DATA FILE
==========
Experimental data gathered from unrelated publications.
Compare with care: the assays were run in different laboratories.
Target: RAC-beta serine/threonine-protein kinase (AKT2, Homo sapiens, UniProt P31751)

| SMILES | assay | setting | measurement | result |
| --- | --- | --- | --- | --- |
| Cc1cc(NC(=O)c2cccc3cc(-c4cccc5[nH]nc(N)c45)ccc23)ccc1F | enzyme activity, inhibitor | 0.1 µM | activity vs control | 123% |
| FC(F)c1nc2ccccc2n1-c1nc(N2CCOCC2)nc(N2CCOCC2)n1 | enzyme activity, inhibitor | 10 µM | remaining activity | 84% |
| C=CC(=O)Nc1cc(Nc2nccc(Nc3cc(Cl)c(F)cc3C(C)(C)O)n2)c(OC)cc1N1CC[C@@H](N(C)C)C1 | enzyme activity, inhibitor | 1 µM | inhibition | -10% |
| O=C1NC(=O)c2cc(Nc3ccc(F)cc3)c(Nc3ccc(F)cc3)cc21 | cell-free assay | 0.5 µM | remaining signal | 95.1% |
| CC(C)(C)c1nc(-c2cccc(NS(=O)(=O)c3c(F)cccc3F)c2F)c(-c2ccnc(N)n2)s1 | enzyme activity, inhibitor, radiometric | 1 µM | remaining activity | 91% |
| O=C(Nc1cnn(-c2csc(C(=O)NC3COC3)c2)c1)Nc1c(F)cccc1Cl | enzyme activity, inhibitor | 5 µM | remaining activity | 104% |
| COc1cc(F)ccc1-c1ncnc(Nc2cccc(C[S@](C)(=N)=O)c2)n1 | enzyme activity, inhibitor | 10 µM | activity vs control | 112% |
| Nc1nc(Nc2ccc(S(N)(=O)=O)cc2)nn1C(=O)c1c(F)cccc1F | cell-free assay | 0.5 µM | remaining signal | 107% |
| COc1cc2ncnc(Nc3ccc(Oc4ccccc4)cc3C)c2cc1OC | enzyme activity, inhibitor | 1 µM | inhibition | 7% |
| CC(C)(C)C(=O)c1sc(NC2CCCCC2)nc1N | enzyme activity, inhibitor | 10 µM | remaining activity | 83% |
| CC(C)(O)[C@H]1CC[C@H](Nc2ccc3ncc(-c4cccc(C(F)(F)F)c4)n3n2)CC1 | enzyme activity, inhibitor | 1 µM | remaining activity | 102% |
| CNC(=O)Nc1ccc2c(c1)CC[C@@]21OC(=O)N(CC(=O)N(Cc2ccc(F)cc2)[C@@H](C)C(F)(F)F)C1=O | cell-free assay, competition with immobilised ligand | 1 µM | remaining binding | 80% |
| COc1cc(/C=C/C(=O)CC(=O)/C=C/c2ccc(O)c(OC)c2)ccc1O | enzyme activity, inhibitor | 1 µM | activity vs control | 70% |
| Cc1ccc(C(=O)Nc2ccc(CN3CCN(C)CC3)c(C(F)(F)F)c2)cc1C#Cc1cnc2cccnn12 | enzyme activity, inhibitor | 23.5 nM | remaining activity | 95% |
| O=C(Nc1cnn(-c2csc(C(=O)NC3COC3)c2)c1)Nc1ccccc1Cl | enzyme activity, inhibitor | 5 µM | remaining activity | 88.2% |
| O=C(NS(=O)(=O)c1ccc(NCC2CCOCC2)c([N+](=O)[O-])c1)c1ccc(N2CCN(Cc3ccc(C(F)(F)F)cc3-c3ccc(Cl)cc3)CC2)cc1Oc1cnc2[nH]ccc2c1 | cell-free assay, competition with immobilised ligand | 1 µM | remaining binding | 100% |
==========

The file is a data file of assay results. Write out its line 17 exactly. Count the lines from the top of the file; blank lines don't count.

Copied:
| CNC(=O)Nc1ccc2c(c1)CC[C@@]21OC(=O)N(CC(=O)N(Cc2ccc(F)cc2)[C@@H](C)C(F)(F)F)C1=O | cell-free assay, competition with immobilised ligand | 1 µM | remaining binding | 80% |